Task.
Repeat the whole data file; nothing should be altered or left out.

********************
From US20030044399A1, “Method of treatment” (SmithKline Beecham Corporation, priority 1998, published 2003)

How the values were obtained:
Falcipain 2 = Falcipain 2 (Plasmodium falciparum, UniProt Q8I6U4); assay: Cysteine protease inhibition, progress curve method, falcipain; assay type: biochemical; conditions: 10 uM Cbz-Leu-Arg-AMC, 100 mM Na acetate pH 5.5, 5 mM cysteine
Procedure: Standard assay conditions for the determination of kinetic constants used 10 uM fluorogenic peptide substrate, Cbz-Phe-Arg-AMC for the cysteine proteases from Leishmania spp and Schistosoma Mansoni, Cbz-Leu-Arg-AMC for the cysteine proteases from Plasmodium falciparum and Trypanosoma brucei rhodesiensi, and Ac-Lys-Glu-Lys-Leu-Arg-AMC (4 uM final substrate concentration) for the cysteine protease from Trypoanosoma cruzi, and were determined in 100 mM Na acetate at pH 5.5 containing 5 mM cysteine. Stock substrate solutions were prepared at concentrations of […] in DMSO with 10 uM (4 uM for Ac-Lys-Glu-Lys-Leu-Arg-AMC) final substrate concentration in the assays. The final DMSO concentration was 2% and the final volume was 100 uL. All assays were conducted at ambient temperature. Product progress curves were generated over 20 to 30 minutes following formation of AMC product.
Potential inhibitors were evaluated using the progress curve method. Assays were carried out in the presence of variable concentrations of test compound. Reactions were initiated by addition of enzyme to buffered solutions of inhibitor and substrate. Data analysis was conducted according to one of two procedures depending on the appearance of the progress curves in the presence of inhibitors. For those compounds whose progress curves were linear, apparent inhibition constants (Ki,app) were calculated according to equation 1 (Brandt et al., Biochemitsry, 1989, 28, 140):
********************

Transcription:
From US20030044399A1, “Method of treatment” (SmithKline Beecham Corporation, priority 1998, published 2003)

How the values were obtained:
Falcipain 2 = Falcipain 2 (Plasmodium falciparum, UniProt Q8I6U4); assay: Cysteine protease inhibition, progress curve method, falcipain; assay type: biochemical; conditions: 10 uM Cbz-Leu-Arg-AMC, 100 mM Na acetate pH 5.5, 5 mM cysteine
Procedure: Standard assay conditions for the determination of kinetic constants used 10 uM fluorogenic peptide substrate, Cbz-Phe-Arg-AMC for the cysteine proteases from Leishmania spp and Schistosoma Mansoni, Cbz-Leu-Arg-AMC for the cysteine proteases from Plasmodium falciparum and Trypanosoma brucei rhodesiensi, and Ac-Lys-Glu-Lys-Leu-Arg-AMC (4 uM final substrate concentration) for the cysteine protease from Trypoanosoma cruzi, and were determined in 100 mM Na acetate at pH 5.5 containing 5 mM cysteine. Stock substrate solutions were prepared at concentrations of […] in DMSO with 10 uM (4 uM for Ac-Lys-Glu-Lys-Leu-Arg-AMC) final substrate concentration in the assays. The final DMSO concentration was 2% and the final volume was 100 uL. All assays were conducted at ambient temperature. Product progress curves were generated over 20 to 30 minutes following formation of AMC product.
Potential inhibitors were evaluated using the progress curve method. Assays were carried out in the presence of variable concentrations of test compound. Reactions were initiated by addition of enzyme to buffered solutions of inhibitor and substrate. Data analysis was conducted according to one of two procedures depending on the appearance of the progress curves in the presence of inhibitors. For those compounds whose progress curves were linear, apparent inhibition constants (Ki,app) were calculated according to equation 1 (Brandt et al., Biochemitsry, 1989, 28, 140):